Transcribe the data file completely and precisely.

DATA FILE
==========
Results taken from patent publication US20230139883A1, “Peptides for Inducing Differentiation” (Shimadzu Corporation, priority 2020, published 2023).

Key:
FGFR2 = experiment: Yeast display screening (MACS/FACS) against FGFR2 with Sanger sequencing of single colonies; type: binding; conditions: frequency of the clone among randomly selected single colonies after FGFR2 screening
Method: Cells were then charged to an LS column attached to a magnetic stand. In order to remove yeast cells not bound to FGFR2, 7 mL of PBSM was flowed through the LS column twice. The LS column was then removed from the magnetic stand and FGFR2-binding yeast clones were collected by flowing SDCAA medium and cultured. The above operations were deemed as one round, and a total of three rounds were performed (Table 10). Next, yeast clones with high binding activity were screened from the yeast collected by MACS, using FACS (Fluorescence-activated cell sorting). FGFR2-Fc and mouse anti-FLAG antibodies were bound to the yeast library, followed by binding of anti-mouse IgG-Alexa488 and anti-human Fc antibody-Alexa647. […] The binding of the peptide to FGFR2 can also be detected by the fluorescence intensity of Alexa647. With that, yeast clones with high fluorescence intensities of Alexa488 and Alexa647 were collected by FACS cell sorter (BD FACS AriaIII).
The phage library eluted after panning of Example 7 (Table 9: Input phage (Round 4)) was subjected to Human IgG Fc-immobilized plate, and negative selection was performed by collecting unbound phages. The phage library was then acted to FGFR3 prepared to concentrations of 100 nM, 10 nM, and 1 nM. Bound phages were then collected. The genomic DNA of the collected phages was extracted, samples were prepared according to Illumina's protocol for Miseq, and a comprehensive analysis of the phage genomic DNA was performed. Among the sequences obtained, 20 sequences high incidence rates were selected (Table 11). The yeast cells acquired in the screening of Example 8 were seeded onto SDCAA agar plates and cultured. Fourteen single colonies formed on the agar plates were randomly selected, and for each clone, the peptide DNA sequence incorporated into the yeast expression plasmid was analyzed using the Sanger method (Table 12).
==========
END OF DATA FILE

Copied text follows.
Results taken from patent publication US20230139883A1, “Peptides for Inducing Differentiation” (Shimadzu Corporation, priority 2020, published 2023).

Key:
FGFR2 = experiment: Yeast display screening (MACS/FACS) against FGFR2 with Sanger sequencing of single colonies; type: binding; conditions: frequency of the clone among randomly selected single colonies after FGFR2 screening
Method: Cells were then charged to an LS column attached to a magnetic stand. In order to remove yeast cells not bound to FGFR2, 7 mL of PBSM was flowed through the LS column twice. The LS column was then removed from the magnetic stand and FGFR2-binding yeast clones were collected by flowing SDCAA medium and cultured. The above operations were deemed as one round, and a total of three rounds were performed (Table 10). Next, yeast clones with high binding activity were screened from the yeast collected by MACS, using FACS (Fluorescence-activated cell sorting). FGFR2-Fc and mouse anti-FLAG antibodies were bound to the yeast library, followed by binding of anti-mouse IgG-Alexa488 and anti-human Fc antibody-Alexa647. […] The binding of the peptide to FGFR2 can also be detected by the fluorescence intensity of Alexa647. With that, yeast clones with high fluorescence intensities of Alexa488 and Alexa647 were collected by FACS cell sorter (BD FACS AriaIII).
The phage library eluted after panning of Example 7 (Table 9: Input phage (Round 4)) was subjected to Human IgG Fc-immobilized plate, and negative selection was performed by collecting unbound phages. The phage library was then acted to FGFR3 prepared to concentrations of 100 nM, 10 nM, and 1 nM. Bound phages were then collected. The genomic DNA of the collected phages was extracted, samples were prepared according to Illumina's protocol for Miseq, and a comprehensive analysis of the phage genomic DNA was performed. Among the sequences obtained, 20 sequences high incidence rates were selected (Table 11). The yeast cells acquired in the screening of Example 8 were seeded onto SDCAA agar plates and cultured. Fourteen single colonies formed on the agar plates were randomly selected, and for each clone, the peptide DNA sequence incorporated into the yeast expression plasmid was analyzed using the Sanger method (Table 12).